Jankowski filed applications with the Polish Prosecutor’s office showing
his client was transferred from Thailand to Poland by the CIA on 5
December 2002, and held there for nine or ten months. The applications
included extensive evidence of the roles played by CIA agents and Polish
officials in the CIA programme in Poland, the rendition flights that
transported Abu Zubaydah into and out of Poland, the private companies
involved in those flights, and the operation of the CIA’s secret prison
site at Stare Kiejkuty, near Szymany.

Joseph Margulies, a law professor at Northwestern University in Chicago and US counsel for Abu Zubaydah said: "To
recognize Abu Zubaydah as a victim is to accept his humanity, which is
the first essential step to recovering from the hysteria of 9/11. It is
not surprising, that this step should be taken by the Poles before the
Americans."

Bartlomiej Jankowski, Polish cousel for Abu Zubaydah said: "Following
the arrangements made with Mr Jerzy Mierzewski, the prosecutor in
charge of the investigation, who personally informed me that Abu
Zubaydah is recognized as a victim, I will now be able to review at
least some of the unclassified documents in the investigation file. We
also expect to be given access to the classified documents. Secrecy
should not be used to shield gross human rights abuses from disclosure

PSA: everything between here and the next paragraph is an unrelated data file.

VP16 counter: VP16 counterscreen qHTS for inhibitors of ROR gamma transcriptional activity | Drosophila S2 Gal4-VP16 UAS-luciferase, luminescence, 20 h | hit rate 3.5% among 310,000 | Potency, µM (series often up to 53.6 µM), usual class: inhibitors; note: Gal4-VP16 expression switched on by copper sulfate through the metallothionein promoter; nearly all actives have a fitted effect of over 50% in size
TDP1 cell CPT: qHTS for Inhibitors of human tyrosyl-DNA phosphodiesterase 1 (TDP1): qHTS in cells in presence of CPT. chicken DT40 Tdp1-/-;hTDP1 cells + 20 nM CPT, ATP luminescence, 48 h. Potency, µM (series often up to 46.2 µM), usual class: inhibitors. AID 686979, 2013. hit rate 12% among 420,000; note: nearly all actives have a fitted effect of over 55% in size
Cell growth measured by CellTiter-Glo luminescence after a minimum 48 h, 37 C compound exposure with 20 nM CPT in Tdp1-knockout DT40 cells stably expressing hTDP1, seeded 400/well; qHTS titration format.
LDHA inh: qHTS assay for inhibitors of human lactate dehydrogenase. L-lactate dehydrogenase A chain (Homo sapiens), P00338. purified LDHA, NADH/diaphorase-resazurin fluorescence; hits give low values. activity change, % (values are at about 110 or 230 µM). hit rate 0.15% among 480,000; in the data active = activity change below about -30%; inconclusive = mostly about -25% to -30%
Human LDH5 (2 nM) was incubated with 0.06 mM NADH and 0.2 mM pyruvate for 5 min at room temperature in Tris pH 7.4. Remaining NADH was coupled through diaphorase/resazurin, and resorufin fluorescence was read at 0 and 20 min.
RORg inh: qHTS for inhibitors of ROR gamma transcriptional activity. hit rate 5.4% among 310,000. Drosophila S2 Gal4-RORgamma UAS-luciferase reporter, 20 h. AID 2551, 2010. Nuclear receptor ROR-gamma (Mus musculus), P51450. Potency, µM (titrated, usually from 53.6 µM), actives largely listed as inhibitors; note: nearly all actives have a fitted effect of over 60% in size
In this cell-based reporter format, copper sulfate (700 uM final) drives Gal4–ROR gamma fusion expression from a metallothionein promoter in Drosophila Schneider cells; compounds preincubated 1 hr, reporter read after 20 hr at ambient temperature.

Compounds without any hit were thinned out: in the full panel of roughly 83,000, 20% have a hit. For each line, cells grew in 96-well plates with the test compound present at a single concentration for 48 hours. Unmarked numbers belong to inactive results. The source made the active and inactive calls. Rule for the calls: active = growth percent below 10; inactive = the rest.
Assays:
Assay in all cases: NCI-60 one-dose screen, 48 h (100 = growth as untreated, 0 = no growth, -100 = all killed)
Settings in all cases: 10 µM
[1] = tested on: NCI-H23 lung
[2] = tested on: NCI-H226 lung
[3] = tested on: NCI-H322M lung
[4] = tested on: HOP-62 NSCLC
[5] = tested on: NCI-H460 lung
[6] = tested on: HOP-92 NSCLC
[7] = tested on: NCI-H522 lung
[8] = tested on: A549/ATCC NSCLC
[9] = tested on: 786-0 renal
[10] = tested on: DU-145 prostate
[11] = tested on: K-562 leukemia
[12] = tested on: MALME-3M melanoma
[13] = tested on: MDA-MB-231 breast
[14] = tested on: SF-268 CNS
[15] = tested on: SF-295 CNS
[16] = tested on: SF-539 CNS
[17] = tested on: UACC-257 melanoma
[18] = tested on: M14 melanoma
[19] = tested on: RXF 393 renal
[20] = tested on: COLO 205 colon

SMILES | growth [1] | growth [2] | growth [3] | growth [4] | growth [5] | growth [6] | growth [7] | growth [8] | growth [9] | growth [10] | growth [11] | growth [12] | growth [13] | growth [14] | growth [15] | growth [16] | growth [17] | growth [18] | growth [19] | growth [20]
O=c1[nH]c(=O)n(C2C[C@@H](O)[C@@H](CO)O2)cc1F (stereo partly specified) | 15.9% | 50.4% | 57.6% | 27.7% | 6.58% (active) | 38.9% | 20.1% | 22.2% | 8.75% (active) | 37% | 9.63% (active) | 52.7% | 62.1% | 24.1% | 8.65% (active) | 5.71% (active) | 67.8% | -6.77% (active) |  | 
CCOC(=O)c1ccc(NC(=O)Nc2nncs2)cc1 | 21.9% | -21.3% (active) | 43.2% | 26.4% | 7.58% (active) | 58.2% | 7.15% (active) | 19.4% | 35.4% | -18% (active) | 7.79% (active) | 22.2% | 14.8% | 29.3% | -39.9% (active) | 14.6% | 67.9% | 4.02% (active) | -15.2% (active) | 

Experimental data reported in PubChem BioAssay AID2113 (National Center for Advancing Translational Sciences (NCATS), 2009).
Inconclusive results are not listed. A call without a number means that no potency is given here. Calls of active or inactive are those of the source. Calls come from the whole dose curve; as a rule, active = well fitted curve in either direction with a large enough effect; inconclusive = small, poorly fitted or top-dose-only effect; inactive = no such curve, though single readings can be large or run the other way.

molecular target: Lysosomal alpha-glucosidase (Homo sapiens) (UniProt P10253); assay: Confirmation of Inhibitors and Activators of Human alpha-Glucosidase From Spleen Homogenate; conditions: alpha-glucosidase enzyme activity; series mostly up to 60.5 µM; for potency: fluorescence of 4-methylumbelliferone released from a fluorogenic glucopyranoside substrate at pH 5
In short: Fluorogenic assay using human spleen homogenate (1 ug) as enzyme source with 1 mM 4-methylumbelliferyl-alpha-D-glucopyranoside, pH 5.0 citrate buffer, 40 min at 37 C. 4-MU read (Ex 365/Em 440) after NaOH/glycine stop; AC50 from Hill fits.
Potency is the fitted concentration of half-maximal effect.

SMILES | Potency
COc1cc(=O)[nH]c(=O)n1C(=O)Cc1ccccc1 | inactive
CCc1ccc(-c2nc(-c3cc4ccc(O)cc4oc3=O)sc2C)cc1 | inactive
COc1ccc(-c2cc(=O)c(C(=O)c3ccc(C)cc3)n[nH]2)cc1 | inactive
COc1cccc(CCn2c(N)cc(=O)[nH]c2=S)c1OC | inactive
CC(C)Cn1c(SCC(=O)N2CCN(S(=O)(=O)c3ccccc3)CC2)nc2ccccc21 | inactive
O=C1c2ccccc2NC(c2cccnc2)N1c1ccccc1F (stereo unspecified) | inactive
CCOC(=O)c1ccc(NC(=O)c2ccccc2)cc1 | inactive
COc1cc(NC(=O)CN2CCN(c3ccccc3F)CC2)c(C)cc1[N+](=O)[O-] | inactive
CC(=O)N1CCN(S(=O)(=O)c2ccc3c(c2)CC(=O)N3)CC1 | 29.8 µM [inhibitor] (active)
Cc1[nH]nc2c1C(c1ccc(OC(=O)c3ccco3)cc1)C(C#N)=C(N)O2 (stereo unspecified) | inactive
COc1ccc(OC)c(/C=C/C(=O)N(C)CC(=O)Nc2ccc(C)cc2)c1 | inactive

to the Polish public. The Polish criminal investigation should also
receive full cooperation from the US government, which should promptly
comply with Poland's legal aid request. It is impossible to speak about
justice in this case without hearing the victims as witnesses, whether
directly in Poland or at least by video conference."

INTERIGHTS Litigation Director Helen Duffy said: "The
Prosecutor’s decision is a welcome first step, but the Polish
government must do much more to vindicate Abu Zubaydah’s rights. As a
recognised victim, he should now be entitled to take part in the
investigation and to uncover information concerning his abuse. It
remains to be seen whether the cloak of ‘state secrecy’ currently
surrounding the investigation will be lifted and the Polish authorities
will show their commitment to justice. Justice cannot be secret."

Reprieve Director Clive Stafford Smith said: “We